Intramyocellular triglyceride (IMTG) level correlates with insulin resistance. Paradoxically, trained humans and obese, sedentary, insulin-resistant humans have high IMTG levels despite discrepant clinical phenotypes. We hypothesize that higher IMTG turnover in trained humans explains this paradox.

Methods: Obese, insulin-resistant subjects [n=47, mean (SD), BMI:36.2 kg/m2(5.7), VO2max 25.4 ml/kg/min (5.7)] and lean trained subjects [n=15, BMI:22.2 kg/m2(1.8), VO2max 55ml/kg/min (10.1)] were fasted overnight. Two muscle biopsies (Bx) were acquired during a pulse-chase experiment using [U-13C]palmitate and [9-2H]palmitate infusions (6 h each), overlapping by 1 hour. Bx#1 was performed during the infusion overlap [last hour of 6 h [U-13C]palmitate infusion, 1 hour after starting [9-2H]palmitate. Bx#2 was performed at study conclusion [last hour of [9-2H]palmitate infusion, 6 hours after stopping [U-13C]palmitate]. Palmitate enrichment and concentration were measured. [9-2H]palmitate IMTG incorporation at Bx#1 and [U-13C] IMTG loss at Bx#2 indicated the interplay between plasma and muscle fatty acids.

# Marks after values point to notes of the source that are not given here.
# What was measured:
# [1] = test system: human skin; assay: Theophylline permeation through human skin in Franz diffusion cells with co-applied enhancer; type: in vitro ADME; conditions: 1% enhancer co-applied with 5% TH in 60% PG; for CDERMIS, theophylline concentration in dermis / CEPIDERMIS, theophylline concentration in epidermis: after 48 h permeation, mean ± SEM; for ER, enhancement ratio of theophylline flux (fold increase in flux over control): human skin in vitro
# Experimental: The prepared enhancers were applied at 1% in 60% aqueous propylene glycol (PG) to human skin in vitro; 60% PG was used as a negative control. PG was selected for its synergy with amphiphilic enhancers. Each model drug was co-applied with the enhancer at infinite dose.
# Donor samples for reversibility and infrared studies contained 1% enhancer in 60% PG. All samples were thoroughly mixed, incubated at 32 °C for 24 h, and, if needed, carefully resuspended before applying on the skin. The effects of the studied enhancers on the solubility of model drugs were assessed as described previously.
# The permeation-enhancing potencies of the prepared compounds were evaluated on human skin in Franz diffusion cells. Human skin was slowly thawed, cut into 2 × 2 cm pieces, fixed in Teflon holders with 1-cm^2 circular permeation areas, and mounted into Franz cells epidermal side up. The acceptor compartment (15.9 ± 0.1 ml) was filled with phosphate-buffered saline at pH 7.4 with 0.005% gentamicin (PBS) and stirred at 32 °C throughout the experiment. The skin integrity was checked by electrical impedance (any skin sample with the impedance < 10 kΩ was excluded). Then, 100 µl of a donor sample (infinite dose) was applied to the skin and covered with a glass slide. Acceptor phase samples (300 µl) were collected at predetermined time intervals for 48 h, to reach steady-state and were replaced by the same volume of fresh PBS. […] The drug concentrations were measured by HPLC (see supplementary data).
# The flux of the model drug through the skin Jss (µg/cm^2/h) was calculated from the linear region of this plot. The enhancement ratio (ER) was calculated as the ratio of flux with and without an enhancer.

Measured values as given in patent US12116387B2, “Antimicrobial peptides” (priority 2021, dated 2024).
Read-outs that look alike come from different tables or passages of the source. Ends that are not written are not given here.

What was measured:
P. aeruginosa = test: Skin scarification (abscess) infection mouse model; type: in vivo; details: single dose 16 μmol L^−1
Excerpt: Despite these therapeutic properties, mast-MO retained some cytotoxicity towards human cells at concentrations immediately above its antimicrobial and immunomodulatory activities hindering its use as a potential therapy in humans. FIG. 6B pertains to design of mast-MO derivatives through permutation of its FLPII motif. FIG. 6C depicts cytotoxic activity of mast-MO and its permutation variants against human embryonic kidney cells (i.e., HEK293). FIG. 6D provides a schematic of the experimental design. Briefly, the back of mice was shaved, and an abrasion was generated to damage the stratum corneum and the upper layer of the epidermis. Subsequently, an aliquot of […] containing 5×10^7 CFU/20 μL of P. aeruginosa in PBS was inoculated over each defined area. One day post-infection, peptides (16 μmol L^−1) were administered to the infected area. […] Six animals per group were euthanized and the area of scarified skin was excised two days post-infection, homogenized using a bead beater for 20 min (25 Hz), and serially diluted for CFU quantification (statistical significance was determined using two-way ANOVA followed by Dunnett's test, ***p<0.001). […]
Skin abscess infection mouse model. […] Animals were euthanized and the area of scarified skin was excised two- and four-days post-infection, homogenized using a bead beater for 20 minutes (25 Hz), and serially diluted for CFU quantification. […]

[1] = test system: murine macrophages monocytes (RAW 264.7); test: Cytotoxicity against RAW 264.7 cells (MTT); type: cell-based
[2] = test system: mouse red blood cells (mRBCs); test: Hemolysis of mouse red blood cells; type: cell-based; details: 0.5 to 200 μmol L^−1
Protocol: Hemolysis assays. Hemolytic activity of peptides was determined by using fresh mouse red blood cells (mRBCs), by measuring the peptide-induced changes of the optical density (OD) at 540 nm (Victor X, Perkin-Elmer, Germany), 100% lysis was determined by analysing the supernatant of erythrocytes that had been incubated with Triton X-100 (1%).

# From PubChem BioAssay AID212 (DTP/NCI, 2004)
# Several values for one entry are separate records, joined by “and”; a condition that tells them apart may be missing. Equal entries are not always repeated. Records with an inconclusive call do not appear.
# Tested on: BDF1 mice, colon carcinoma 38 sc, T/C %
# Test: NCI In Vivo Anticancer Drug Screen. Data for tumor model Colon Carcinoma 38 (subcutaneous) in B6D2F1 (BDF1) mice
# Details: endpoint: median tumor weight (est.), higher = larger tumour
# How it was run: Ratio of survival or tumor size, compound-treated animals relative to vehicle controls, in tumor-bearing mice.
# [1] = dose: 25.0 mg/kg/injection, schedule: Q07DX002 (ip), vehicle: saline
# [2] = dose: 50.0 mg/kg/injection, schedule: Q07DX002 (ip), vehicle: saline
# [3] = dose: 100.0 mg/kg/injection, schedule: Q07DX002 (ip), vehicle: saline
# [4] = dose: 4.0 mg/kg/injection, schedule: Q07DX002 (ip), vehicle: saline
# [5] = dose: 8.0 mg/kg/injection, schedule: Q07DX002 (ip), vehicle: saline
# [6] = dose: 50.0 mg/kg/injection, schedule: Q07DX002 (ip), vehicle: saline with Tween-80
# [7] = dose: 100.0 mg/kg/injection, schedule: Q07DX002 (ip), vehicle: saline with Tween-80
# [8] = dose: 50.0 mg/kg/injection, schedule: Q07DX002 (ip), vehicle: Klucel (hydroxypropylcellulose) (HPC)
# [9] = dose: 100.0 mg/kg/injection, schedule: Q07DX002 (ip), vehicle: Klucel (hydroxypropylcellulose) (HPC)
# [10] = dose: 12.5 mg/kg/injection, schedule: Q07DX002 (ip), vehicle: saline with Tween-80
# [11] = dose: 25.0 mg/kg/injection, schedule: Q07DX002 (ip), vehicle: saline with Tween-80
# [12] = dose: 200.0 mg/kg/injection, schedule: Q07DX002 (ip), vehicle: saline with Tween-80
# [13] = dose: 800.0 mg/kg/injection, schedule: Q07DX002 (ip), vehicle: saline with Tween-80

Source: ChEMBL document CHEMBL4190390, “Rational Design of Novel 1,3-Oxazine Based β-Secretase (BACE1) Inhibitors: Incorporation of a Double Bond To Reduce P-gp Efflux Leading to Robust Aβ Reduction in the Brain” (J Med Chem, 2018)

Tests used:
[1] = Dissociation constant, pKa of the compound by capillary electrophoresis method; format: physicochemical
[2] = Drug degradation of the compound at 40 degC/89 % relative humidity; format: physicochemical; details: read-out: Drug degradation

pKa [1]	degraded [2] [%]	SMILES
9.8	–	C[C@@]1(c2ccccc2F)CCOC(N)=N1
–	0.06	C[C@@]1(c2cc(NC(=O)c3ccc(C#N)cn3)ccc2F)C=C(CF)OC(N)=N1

Results: Palmitate IMTG incorporation positively correlated between measures of IMTG turnover and negatively with insulin sensitivity. No correlation seen for VO2max/BMI.

Conclusion: Muscle-level IMTG measures dictates higher resting IMTG turnover more than training related phenotype.


L.S.Chow: Research Support; Dexcom, Inc. A.Bantle: None. A.C.Alvear: None. D.G.Mashek: None. M.D.Jensen: Other Relationship; Novo Nordisk, Elsevier.


National Institutes of Health (R01DK098203)

Readers may use this article as long as the work is properly cited, the use is educational and not for profit, and the work is not altered. More information is available at